Born and raised in Ontario, Canada, Hong Kong-based artist Peter Yuill has been making waves on the local scene this year with his solo exhibition Alignment at newly opened Gallery HZ on Hollywood Road. Following a star-studded attendance at his previews in Soho House Hong Kong, which saw politician John Tsang, singer/actress Joyce Cheng and Moiselle heiress Tiffany Chan among the crowd, art aficionados and artists alike concede that this will be a transformative year for him.
The art that Yuill produces is clean, minimal, Zen, extremely detailed and somewhat intimidating. Highly analytical and technical in appearance, his circular paradigm has become a trademark that’s inspired by the interconnectedness of the universe and the inevitable limitations of humans in their understanding of all the secrets of nature. In his show, Yuill turns the dichotomous relationship between the infinite and the limited into a powerful narrative of liberation through which he’s indeed achieved the alignment between his artistic and spiritual development.
Spirituality is a consistent theme in his exhibition, which is no surprise given his own strong spirituality and interest in the topic. Indeed, as he’s married to feng shui designer Thierry Chow, daughter of the famed feng shui master Chow Hon Ming, you could say that the theme dominates his life. In 2017, Yuill released an acclaimed series of works with static line, circular form and monochromatic shapes drawn and arranged by hands. The series represented his journey in finding the synthesis between two seemingly paradoxical realms – his logical mind and inner self.
Since then, he continues this journey by further reducing his pictorial vocabulary to a single shape – a circle – and finds his definitive language of expression that transcends all the dichotomies of the world and immerses viewers in the intricate yet harmonious dimension of the whole. According to Yuill, the circular iconography in his work “came from a long process of deconstruction that I undertook several years ago trying to get to the core essence of myself and my creative vision. I spent a long time being unhappy with the work I was making and really wanted to break everything down and discover what I was really all about. I continued to distil my work down more and more and more until I was eventually left with just a circle, and from there I began building back up again. To me the circle represents the marriage of mathematical and spiritual perfection.”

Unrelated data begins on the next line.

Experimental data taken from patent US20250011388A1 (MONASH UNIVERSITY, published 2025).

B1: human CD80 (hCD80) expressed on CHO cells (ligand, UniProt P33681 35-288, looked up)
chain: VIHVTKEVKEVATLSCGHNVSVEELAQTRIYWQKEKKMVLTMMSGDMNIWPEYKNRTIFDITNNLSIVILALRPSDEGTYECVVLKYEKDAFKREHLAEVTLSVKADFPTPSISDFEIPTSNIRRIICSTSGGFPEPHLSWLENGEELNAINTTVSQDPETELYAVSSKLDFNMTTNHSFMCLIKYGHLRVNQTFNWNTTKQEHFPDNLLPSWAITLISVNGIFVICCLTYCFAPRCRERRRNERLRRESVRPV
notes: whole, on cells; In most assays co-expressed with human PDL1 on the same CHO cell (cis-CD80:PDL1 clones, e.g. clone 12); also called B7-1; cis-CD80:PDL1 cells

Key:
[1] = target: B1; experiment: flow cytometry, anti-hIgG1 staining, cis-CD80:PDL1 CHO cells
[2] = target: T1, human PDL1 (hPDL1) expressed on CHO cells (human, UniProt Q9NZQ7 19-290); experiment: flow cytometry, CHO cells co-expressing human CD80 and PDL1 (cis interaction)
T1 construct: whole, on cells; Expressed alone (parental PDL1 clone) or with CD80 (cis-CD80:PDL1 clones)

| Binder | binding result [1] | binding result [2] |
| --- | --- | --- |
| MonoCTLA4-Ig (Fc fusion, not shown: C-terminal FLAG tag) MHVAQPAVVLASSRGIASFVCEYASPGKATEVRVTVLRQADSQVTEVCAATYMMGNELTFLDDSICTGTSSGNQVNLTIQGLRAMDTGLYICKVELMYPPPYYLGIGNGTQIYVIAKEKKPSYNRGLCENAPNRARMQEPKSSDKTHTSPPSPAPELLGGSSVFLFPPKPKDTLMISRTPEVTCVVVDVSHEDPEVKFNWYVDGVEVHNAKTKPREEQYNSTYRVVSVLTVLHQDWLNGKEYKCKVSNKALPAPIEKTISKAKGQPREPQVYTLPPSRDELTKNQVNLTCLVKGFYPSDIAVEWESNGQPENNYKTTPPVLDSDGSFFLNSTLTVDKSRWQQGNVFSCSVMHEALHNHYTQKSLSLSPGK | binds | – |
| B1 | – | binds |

Yuill says this body of work has been incubating since last autumn, with hundreds of different sketches and concept drawings laid out to create the pieces he wanted to make. It wasn’t until December of last year that he began kicking it into high gear, which is highly impressive given that he then created the 14 original works and three limited-edition prints in a span of just three months. Whereas his previous works “were much more chaotic and aggressive, the pieces in Alignment are much more balanced and centred, reflecting that same feeling within me”, he says. Yuill says he always knew he’d be an artist in one form or another. “I’ve always been a fiercely independent and self-reliant person, and walk my own path. I never really fitted into normal society even from a very early age, and always knew that my own destiny was something that would cut against the grain. For a long time it was a very isolating feeling actually, until I realised that it was okay to think so radically differently from everyone around me.”
When asked to describe Hong Kong’s art scene, Yuill says that it’s a work in progress – “Hong Kong is a very tough place to be an artist. There’s very little resources, very little establishment support and the rents are obscenely expensive. The city is run from a commerce mindset, not from a quality-of-life or appreciation-of-beauty mindset. This makes anyone doing anything that isn’t commerce-related always struggling and having to fight an uphill battle. “That being said, it’s not all bad either. As a younger city on the up and up, it can be easier to network and meet the kind of people that can help you develop, because everyone’s trying to do something, everyone’s a hustler. It also makes the creative community small, tight-knit and like a family. We’re all in this together and people help each other a lot.”
Yuill’s currently working with his good friend and fellow artist Simon Birch on his large project The 14th Factory, which also features several other Hong Kong, Chinese and international artists. Launched previously in Los Angeles, it’s now in the process of being moved to London – global circumstances permitting, of course.
Alignment is on view until May 9th at Gallery HZ.